CareTrak, a system that uses radio technology to keep track of individuals with a tendency to wander off, has been available in Lincoln County for almost a year – but so far, the program has had no takers.
CareTrak caters to people who have mental conditions that may cause them to wander from their home. Examples include Alzheimer’s, dementia and other memory loss diseases in seniors, and autism or other developmental disabilities in younger children. The system uses telemetry technology to track down people who have a tendency to wander away by having the potential wanderer wear a bracelet with a transmitter in it. The Troy Police Department then has a receiver device that can pick up on the location of the transmitter bracelet to within an inch of its exact location.
The County Health Department bought the system with grants and donations last July, but since then has not had anyone sign up for it. The largest reason for no one taking advantage of this tracking system may lie in how it appeals to a small niche of individuals. Jennifer Harris, director of programs with the Lincoln County Health Department, explained some of the unique qualities of the system that may have prevented buy-in by community members.
“Its robust, it’s going to work through lots of different weather conditions, building conditions, that sort of thing,” Harris said. “It doesn’t rely on satellites to work, it’s basically how far away that transmitter and receiver are from each other.”
Someone who wanders away could slip into a concrete bunker during a rainstorm and the technology could still find them – however, as Harris clarified, it only works when the transmitter and receiver are within a certain distance of each other.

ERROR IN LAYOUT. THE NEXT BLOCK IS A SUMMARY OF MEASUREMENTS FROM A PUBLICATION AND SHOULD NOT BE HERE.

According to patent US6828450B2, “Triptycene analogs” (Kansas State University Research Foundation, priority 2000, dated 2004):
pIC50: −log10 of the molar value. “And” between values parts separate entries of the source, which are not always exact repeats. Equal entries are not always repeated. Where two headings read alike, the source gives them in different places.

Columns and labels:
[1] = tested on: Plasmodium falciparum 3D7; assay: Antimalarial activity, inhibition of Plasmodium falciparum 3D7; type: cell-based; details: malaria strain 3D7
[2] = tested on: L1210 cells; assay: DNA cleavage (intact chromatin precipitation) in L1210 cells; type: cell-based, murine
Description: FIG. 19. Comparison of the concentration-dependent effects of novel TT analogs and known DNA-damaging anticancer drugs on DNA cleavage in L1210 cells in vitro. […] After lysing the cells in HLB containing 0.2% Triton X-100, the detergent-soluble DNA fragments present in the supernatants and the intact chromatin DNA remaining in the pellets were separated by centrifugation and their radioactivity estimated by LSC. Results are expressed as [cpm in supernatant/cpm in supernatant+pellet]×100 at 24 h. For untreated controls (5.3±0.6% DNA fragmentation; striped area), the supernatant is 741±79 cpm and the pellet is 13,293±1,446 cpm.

Considering the CareTrak’s limited range, the system works best for individuals who have 24/7 caretakers who would notice almost immediately if they went missing.
When the CareTrak system needs to be deployed, police simply drive to the individual’s home, and track them with the receiver from there. However, if too much time passes, there’s a higher chance that the individual will wander out of range of the telemetry.
For example, CareTrak would not work well if the individual had access to a car, or if they live on their own with no one to notice if they wander away.
“There may not be a huge group of people here who would want to take advantage of the program. But if there are, we want to make sure we have it for them,” Harris said. “Because we don’t want to have a situation where that individual wanders off and we could have located them.”
To enroll in the program it costs an initial $300 payment to purchase the wrist device, but after that there’s simply a $6 bi-monthly fee to change the battery.
“We do have some options available for families who may not be able to afford that initial $300. Other than that, the agencies that are involved in this are all donating their staff time or it falls under their normal response activities,” Harris said on the expense of the program.
With all the equipment already purchased, the county isn’t paying any monthly subscriptions for the system, so the technology is sitting there until it might be useful for someone.
“Anytime anybody wanders, it’s a really difficult situation for the family. We always hope that has a happy ending. This is really for the people who are most vulnerable who if they should wander they would be at the most risk,” Harris said.